General Counsel –
Some Pipestone System sow units have operated for a number of years, and the original owners want to transition their interests to the next generation. You may be wondering, “How do I do that?”, “Can I do that” or “How do I value my shares?”
In addition to traditional estate planning concerns, we’re in period of economic volatility during which there may be some contraction as well as expansion opportunities. You may want to sell your shares, buy more shares, get into a new unit, or consolidate. What does your agreement say on these subjects?
Finally, owners of a sow unit are responsible for staying informed of their options and for exercising control over the future of their jointly held assets. As a member or shareholder, you have the ability to engage in a healthy debate and change things for the better during the new business portion of any shareholder or member meeting.
All of the above actions will be in some manner dictated by what is in your member or shareholder agreement.
Some of you have interest in just one sow unit. Others have interest in more than one. The various agreements among the Pipestone System farms may contain similarities, but they may also contain differences. These differences may affect how you interact with other owners in the future. It’s particularly important to understand these differences if you plan to sell your shares or transition them to others in your family.
For instance, in case of divorce or estate planning, you will want to determine if the agreement includes a formula to value your interest in the sow unit or if the sow unit has an obligation to buy back your shares upon the occurrence of certain events, like death, disability, divorce, or bankruptcy. The member or shareholder agreement also spells out your obligations as an owner. For instance, if the farm runs into financial difficulty, you may be required to put in more money or personally guarantee a note or loan. This may come as a shock to some who have never read their agreement.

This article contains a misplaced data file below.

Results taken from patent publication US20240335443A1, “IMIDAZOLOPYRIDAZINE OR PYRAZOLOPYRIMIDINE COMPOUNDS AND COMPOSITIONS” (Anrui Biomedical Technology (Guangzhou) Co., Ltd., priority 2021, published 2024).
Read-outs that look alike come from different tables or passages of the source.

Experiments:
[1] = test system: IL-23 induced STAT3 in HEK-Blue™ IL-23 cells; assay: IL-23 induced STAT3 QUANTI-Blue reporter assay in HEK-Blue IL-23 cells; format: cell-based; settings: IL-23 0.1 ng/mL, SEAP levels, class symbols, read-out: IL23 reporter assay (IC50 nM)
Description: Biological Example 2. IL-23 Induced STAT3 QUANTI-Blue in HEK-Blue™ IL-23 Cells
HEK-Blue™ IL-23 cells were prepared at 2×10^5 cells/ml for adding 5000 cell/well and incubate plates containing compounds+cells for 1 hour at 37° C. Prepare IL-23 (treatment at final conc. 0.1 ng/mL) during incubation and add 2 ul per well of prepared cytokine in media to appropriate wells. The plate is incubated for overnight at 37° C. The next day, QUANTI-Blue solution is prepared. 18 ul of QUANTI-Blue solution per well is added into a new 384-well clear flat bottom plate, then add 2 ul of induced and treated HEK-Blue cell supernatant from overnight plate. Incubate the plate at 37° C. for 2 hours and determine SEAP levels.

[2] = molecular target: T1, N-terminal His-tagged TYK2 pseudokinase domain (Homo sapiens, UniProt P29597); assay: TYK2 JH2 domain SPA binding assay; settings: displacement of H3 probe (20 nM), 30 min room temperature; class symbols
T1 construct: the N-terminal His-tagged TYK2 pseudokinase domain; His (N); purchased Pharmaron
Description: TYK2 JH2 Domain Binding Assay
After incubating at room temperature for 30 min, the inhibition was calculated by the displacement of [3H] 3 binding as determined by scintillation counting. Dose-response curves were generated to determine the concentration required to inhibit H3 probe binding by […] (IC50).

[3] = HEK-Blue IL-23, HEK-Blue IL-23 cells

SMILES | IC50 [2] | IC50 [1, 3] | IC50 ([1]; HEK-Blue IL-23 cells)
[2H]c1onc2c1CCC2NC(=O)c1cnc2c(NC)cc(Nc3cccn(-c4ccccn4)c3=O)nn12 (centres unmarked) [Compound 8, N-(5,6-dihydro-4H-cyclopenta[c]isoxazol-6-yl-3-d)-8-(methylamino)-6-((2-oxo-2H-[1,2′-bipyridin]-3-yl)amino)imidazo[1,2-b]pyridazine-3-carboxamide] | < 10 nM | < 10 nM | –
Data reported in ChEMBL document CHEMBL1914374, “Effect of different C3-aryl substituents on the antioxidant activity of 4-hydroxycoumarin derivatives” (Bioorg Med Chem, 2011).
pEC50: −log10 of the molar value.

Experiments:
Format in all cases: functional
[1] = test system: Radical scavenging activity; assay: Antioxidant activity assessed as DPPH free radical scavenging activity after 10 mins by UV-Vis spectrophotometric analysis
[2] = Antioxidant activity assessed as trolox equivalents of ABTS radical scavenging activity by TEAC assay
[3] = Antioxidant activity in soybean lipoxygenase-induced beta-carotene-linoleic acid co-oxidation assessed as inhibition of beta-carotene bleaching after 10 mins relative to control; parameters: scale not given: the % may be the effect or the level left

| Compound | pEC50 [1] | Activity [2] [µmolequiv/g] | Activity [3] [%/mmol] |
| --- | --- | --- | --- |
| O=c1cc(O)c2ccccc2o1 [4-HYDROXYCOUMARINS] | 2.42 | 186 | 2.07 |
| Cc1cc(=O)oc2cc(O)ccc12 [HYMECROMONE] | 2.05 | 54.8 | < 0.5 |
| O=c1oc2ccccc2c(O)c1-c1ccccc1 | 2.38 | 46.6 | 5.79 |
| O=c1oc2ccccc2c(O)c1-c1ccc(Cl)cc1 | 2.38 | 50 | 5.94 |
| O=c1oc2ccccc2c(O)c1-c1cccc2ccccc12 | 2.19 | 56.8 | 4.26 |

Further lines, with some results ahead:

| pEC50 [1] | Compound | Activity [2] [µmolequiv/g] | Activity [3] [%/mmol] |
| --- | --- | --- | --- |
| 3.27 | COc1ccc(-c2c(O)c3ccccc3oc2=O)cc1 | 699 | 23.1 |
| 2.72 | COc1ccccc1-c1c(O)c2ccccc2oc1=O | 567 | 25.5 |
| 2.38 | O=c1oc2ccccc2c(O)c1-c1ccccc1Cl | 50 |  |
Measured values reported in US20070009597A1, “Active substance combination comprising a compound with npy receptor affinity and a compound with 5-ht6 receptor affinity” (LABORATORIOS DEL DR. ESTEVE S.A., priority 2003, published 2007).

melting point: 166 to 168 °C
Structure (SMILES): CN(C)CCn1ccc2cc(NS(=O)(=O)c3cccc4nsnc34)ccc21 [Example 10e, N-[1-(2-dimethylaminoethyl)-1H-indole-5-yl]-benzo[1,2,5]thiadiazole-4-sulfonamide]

I encourage everyone to locate your agreements. If you can’t find the originals, contact Sharon Jacobson at (507) 825-7028 or e-mail her at firstname.lastname@example.org. She will provide you with copies. Then sit down and review these agreements with an eye toward resolving any misconceptions you may have had. Take the agreements to your lawyer, your tax preparer, or your accountant and see if their provisions are consistent with your individual estate planning goals.
These agreements are your roadmap to the future; but, like a highway map, you must pull it out of the glove compartment and read it to be sure of where you are going.